As an interior designer, Angela is inspired by beautiful spaces, but she is down to earth enough to realise that family homes just don’t work that way. “My absolute bottom line is that a home needs to be lived in,” she says. “The designer in me wants perfection, but life doesn’t go like that. I can create the ideal balance if I can easily clear the clutter away at the end of each day.”

Sensible styling

The Fairmaid home has been decorated in a way that is entirely child-friendly: off-white kitchen cabinets were chosen specifically for not showing fingerprints; benchtops and shelves house kitchen utensils beyond the reach of a toddler; and breakable treasures and tech are out of sight in converted cupboards and cabinets.

An antique glory box and vintage suitcases provide ideal storage for Georgia’s toys, a glass-fronted cabinet stores and showcases Angela’s growing collection of plates, and recycled wood and cane shelving units provide display space for collectables. Julian crafted the space-saving bookcase in the living room.

“With a two-year-old, nothing is too precious,” says Angela. “I have endeavoured to make things easy to look after and keep tidy. Everything has its place. We have plenty of storage but if there is no more room, I get rid of some toys. I can’t deal with clutter!”

The patio area is frequently used for entertaining friends and family. A picnic table, barbecue and comfortable outdoor seating make the space function as an extended living area. A macramé swing is especially beloved by Georgia.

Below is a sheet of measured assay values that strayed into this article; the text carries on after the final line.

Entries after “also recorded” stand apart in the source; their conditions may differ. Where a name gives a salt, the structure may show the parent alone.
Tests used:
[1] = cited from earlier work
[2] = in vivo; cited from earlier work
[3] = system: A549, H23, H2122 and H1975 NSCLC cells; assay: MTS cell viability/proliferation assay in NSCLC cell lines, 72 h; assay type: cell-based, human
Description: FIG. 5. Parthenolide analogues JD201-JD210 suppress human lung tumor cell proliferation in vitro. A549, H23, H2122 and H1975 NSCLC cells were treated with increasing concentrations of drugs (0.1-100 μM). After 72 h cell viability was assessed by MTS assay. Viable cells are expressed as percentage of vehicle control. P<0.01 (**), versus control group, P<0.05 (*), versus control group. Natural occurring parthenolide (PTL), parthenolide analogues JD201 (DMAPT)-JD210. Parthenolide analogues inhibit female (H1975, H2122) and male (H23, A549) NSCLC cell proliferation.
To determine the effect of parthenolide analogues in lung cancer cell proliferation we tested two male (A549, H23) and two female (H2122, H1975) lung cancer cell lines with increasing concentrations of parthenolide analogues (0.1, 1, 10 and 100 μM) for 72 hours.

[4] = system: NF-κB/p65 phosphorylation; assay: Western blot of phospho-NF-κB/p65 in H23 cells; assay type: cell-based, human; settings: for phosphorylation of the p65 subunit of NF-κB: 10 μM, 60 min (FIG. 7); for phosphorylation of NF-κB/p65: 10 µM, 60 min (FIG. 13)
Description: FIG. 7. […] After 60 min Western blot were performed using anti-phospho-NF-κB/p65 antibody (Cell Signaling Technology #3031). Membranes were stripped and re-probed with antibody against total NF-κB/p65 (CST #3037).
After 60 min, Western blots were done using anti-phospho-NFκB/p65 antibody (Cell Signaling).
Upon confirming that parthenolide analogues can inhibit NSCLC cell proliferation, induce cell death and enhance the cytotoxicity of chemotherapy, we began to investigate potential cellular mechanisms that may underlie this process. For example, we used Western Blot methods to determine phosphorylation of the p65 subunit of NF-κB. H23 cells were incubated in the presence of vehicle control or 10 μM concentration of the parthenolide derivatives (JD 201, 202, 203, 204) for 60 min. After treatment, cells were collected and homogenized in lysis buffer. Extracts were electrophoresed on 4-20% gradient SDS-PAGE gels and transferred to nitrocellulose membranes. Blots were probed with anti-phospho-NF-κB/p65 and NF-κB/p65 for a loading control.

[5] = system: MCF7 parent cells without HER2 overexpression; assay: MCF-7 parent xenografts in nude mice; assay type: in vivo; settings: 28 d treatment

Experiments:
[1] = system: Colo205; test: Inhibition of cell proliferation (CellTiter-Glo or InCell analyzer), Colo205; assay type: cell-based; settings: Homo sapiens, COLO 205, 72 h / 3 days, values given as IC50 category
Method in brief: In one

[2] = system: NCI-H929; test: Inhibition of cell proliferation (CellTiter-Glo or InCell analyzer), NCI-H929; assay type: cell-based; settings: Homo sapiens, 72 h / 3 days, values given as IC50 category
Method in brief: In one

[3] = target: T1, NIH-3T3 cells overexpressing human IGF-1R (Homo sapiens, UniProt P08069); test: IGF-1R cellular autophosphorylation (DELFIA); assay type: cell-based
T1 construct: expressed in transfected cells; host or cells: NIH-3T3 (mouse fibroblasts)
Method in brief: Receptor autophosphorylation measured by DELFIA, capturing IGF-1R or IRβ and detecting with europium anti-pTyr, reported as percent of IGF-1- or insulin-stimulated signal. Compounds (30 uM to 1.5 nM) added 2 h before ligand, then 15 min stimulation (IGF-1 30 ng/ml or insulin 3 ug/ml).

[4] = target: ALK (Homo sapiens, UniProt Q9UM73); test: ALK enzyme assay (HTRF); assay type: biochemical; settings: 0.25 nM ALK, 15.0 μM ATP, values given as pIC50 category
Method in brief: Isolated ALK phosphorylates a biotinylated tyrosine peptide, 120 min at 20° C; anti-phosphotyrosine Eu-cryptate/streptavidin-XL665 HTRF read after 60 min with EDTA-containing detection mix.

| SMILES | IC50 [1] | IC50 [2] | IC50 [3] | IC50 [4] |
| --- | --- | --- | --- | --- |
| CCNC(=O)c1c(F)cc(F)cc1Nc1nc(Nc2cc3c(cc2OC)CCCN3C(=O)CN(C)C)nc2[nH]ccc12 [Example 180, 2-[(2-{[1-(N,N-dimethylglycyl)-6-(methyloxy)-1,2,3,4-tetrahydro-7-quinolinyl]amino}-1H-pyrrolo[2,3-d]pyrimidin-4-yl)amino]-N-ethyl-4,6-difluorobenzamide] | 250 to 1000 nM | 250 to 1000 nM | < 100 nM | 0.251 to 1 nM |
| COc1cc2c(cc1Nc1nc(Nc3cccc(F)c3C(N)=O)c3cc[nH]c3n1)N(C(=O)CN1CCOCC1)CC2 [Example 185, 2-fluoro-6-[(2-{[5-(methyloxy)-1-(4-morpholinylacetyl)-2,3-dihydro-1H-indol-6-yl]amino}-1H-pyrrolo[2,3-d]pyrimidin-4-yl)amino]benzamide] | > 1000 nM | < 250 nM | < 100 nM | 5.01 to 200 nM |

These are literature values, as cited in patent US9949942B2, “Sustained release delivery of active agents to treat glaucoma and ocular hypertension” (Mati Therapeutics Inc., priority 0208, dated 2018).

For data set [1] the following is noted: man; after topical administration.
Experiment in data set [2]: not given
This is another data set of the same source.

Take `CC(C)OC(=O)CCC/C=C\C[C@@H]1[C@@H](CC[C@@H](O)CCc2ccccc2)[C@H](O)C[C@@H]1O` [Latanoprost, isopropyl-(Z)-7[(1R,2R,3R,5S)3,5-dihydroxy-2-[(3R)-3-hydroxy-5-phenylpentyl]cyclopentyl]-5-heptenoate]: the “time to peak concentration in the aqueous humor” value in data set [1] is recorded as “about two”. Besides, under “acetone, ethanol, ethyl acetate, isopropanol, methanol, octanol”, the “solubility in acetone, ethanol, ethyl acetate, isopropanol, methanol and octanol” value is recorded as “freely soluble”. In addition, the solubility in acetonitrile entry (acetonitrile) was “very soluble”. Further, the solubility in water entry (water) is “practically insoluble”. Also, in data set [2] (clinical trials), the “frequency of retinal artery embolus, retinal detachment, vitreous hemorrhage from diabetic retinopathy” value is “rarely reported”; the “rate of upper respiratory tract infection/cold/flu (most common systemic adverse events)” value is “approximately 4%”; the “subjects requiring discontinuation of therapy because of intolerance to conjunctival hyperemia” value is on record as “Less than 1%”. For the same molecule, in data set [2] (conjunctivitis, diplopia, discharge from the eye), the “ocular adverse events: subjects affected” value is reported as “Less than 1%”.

Old meets new

Despite being a new-build, this home features a dynamic mix of vintage furnishings. Retro glass lightshades hang over the kitchen island and a secondhand timber table is surrounded by vintage mahogany chairs covered in original green velvet. A combination of new and vintage rugs are used throughout to provide interest, and Cleo the cat loves to curl up in the soft sheepskin that lines an old cane chair.

“The living area doesn’t suit large pieces of furniture so I’ve chosen furnishings in proportion with its size,” Angela says. Roman blinds have also been used to maximise the interior space. “Blinds are great for window treatments as they allow you to utilise the space under the window.”

Angela has recently given up full-time employment to concentrate on her artistic endeavours. Under the title Miss Vintage, she sells antique plates hand-painted with art and words, as well as teacup planters. Her favourite plates hang on walls in the living room. “I appreciate plates for their original beauty – I just upcycle them to give them a new life, and I custom design many to order. They come and go but I do find it hard to part with my favourites,” she says.

Working from the dining table, Angela loves the “uniquely Fairmaid” environment she has created – even though her home is not her dream character villa. “We have a low-maintenance, dry, warm house for our family. An added bonus is we know what is underneath in terms of ground stability and foundations. In Christchurch, that is always a comfort.”

Words by: Ady Shannon. Photography by: Kate Claridge.